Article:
Fixing it:

Avoiding GMOs

In general we avoid gmo foods. We know we will still end up eating it in some form-the canola oil in our chips or those occasional meals at the drive thru. However, in our regular grocery shopping we aim not to buy gm foods. If we need corn or rice, we buy from brands that clearly state they are not GMO. As an example you can look for those with the non-GMO project label. Also, I used to think I was okay if I am buying from the nearby Asian grocery because the brands are from a country that bans GMO producs. However, after realizing a lot of them were an Asian brand but grown in the US, I had to be more careful. Now, we read the fine print of new brands and stick to brands we know and trust. One example for this is non-GMO rice from the brand Nishiki.
Buying items with the “organic” label is also an option. However it is cost prohibitive for us. Also, a lot of products do not pursue the organic labeling due to the cost of being certified. Small farms cannot always get the certification due to the cost tied to it, but their products may be better than organic. I have seen how amazing some of these types of farms work-they are well beyond organic.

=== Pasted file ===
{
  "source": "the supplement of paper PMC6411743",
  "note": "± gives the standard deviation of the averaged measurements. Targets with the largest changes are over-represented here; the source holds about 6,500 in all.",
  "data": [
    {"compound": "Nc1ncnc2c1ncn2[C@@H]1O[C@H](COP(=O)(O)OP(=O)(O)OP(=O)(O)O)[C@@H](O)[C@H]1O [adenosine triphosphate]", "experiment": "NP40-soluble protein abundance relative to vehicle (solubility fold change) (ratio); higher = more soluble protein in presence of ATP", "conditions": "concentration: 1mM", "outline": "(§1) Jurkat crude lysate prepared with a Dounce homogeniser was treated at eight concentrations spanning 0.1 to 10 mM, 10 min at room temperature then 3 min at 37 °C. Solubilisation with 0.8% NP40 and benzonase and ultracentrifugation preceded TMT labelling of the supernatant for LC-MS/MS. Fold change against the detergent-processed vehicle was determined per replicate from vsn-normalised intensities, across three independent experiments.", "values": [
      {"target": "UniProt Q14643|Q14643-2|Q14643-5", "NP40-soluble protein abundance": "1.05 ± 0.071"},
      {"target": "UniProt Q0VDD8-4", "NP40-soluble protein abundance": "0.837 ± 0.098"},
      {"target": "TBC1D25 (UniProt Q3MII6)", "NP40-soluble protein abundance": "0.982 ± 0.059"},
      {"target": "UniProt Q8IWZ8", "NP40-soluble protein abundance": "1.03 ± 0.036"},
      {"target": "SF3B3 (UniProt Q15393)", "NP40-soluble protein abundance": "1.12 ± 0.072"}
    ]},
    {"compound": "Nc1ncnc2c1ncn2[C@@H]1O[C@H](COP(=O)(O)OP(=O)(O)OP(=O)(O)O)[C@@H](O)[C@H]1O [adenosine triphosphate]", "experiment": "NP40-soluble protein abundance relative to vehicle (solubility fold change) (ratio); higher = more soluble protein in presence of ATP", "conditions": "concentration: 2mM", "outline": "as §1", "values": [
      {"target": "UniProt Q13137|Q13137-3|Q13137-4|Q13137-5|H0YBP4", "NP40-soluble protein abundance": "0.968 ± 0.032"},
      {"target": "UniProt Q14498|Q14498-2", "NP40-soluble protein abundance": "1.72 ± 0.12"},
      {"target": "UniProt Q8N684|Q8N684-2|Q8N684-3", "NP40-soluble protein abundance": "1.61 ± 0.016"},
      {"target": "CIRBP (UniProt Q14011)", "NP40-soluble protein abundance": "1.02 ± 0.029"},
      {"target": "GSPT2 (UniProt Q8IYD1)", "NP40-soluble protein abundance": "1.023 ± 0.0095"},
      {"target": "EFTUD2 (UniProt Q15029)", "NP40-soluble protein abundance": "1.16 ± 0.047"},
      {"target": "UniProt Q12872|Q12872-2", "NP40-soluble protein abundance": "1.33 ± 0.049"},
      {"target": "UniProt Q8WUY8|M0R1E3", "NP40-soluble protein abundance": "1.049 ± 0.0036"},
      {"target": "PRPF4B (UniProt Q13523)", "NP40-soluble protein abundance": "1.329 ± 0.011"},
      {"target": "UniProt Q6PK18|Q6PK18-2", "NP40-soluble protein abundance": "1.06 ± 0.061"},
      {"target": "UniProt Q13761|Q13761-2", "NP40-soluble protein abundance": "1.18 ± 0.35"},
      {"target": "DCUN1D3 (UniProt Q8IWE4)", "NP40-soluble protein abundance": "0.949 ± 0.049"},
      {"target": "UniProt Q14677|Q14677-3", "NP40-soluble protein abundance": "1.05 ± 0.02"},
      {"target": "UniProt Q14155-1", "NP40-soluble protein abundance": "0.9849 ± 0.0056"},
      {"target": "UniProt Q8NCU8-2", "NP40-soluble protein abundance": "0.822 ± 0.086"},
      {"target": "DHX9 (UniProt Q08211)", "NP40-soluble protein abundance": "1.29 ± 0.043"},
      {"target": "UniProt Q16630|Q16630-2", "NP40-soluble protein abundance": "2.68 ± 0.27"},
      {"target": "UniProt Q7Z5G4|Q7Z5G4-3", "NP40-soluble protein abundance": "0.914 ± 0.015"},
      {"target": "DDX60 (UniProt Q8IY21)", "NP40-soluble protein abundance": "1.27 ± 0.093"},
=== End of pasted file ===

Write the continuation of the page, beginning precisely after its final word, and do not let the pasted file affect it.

We also have found a safehaven in the Trader Joe’s grocery chain. Trader Joe’s has a company pledge that states products with their name brand on it will not have gmo crops. From their website:

Trader Joe’s Products are sourced from Non-GMO ingredients.

Our efforts began in 2001, when we determined that, given a choice, our customers would prefer to eat foods and beverages made without the use of genetically engineered ingredients. When developing products containing ingredients likely to come from genetically modified sources, we have the supplier of the product perform the necessary research to provide documentation that the suspect ingredients are from non-GMO sources. This documentation is in the form of affidavits, identity-preserved certification of seed stock, and third-party lab results from testing of the ingredients in question. In addition to this work done in developing a given item, we conduct random audits of items with potentially suspect ingredients, using an outside, third-party lab to perform the testing.

Given our position on GMO ingredients in Trader Joe’s label products, and the work done in support of that position, it is our expectation that our products test as non-GMO. We’re unable to make the same claims for branded products (products not in the Trader Joe’s label).

You can check here if your area has one nearby.

On meats